As more and more companies turn to research and development limited partnerships as a source of capital, Wall Street is starting to reach out further for investors. The latest wrinkle is the R&D "blind pool," which operates like a mutual fund investing in R&D partnerships.

In the past several months, brokerage houses -- including E. F. Hutton & Co. and Prudential-Bache Securities -- have formed these pools. A key factor has been the growing concern among investors and corporations that the traditional R&D limited partnerships are too risky.

"Single companies looking for partnerships were becoming wary of them because investors would put all of their eggs in one basket," says D. Bruce Merrifield, assistant secretary for productivity, technology, and innovation at the U.S. Department of Commerce. "If the basket developed a leak, the company's reputation was besmirched."

Individual investors put their dollars in the pools, just as they would in mutual funds, and the investment firm, in turn, doles out money to participating companies in need of R&D funding. Unlike the traditional R&D limited partnership structure, in which the company and investors work directly with each other, blind pools grant companies anonymity, while still offering investors the tax advantages of traditional partnerships.

"The idea in the blind pool," says Merrifield, "is that the individual can invest in a whole portfolio of companies, so that the relative risk of the venture goes way down. The investor still has the tax deductions that go along with any R&D partnership, and the return on investment is likely to be positive."

The new source of capital couldn't come at a better time. A recent study by Arthur Young & Co., the accounting firm, predicts that many small companies will turn to limited partnerships because the bearish stock market for high-technology and new issues is no longer the best answer to their capital needs. Money invested in R&D limited partnerships increased from $200 million in 1982 to nearly $1 billion in 1983, according to the Commerce Department. And Merrifield adds that the next few years will see even more action in the partnership arena, spurred on by the creation of R&D blindpools.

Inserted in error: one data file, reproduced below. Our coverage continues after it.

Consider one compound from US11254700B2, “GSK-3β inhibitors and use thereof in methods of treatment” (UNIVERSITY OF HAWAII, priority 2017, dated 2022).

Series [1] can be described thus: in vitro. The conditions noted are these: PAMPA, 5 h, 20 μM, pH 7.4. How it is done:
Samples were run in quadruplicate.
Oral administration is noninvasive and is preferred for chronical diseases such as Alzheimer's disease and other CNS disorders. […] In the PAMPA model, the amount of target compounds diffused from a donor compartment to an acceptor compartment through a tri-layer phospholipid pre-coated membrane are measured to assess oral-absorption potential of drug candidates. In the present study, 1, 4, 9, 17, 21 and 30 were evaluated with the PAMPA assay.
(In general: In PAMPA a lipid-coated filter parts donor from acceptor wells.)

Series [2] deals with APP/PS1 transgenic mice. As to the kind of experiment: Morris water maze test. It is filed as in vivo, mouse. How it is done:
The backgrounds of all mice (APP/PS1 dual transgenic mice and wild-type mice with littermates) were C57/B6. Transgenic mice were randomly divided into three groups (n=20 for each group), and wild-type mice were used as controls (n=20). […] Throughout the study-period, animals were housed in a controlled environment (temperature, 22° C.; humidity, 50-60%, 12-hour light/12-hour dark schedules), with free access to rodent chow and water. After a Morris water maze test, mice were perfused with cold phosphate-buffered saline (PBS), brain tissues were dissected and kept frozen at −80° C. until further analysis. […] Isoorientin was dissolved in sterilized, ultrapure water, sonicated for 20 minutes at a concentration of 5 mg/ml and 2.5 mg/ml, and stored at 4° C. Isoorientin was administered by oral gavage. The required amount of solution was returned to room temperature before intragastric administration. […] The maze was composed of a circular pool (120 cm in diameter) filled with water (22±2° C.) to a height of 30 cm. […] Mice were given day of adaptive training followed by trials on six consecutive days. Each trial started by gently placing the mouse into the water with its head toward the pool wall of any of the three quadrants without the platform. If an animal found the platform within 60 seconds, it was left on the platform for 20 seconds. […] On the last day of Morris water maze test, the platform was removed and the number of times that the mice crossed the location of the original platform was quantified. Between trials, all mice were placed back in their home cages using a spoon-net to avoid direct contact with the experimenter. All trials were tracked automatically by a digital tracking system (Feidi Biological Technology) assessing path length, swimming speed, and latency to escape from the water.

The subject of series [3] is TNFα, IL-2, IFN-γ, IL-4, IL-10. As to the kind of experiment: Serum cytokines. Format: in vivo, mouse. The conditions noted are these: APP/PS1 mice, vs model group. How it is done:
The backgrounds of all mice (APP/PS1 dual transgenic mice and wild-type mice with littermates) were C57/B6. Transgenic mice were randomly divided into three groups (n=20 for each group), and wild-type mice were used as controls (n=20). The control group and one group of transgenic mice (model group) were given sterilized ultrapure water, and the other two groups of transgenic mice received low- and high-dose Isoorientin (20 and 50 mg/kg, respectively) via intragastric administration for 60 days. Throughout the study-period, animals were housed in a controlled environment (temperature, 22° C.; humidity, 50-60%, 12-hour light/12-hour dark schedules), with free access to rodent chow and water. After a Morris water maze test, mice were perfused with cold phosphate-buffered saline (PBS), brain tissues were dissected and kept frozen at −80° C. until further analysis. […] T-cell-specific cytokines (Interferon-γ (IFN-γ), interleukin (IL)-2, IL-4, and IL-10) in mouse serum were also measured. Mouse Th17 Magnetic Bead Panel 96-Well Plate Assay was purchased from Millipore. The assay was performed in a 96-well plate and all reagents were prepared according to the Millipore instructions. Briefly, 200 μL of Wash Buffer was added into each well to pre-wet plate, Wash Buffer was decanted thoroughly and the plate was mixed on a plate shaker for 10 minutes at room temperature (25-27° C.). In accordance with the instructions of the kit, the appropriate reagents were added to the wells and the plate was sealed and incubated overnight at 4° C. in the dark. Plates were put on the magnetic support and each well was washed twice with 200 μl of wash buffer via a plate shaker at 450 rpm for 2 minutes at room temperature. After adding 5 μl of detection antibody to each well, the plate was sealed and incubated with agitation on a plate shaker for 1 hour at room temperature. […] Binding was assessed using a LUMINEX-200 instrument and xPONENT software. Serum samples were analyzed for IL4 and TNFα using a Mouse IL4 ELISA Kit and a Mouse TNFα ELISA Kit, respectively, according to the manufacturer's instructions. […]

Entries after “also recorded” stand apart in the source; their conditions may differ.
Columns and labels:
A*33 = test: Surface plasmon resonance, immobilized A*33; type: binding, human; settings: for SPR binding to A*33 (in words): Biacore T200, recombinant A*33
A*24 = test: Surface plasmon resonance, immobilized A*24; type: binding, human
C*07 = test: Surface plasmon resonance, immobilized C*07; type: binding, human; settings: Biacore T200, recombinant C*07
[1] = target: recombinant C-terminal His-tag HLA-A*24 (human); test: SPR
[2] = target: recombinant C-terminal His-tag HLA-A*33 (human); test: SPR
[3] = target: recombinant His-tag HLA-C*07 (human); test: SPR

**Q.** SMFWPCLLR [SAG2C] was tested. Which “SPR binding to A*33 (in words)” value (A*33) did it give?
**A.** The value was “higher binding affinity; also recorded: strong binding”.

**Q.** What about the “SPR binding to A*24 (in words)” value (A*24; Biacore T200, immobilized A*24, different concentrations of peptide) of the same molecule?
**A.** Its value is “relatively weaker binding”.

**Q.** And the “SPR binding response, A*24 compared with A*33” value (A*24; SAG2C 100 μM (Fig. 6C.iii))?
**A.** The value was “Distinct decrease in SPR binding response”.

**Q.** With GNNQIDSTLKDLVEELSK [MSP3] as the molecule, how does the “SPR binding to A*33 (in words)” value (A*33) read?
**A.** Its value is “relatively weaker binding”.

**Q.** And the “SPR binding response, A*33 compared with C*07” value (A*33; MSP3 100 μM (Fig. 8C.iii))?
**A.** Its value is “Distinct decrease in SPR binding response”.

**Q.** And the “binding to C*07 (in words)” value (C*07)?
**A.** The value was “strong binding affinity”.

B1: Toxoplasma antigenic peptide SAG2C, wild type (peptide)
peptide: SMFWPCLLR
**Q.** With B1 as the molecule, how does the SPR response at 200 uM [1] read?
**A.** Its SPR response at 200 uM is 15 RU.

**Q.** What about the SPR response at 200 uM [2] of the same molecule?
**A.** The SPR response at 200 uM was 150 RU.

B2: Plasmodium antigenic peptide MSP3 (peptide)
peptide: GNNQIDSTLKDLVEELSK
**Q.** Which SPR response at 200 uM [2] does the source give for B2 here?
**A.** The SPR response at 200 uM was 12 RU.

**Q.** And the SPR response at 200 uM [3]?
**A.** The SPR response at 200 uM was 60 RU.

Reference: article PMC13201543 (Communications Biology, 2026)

Merrifield, whose office provides information to companies interested in creating R&D partnerships, is now trying to develop a new investment plan that he calls "regional" blind pools. "These would be helpful in incubation projects to mobilize local resources -- as when communities are trying to create a Silicon Valley," he says. "They could be a useful funding vehicle for the incubation process. The problem with other limited partnerships is that they don't pick up at the early stage of a product, when it's a high-risk investment."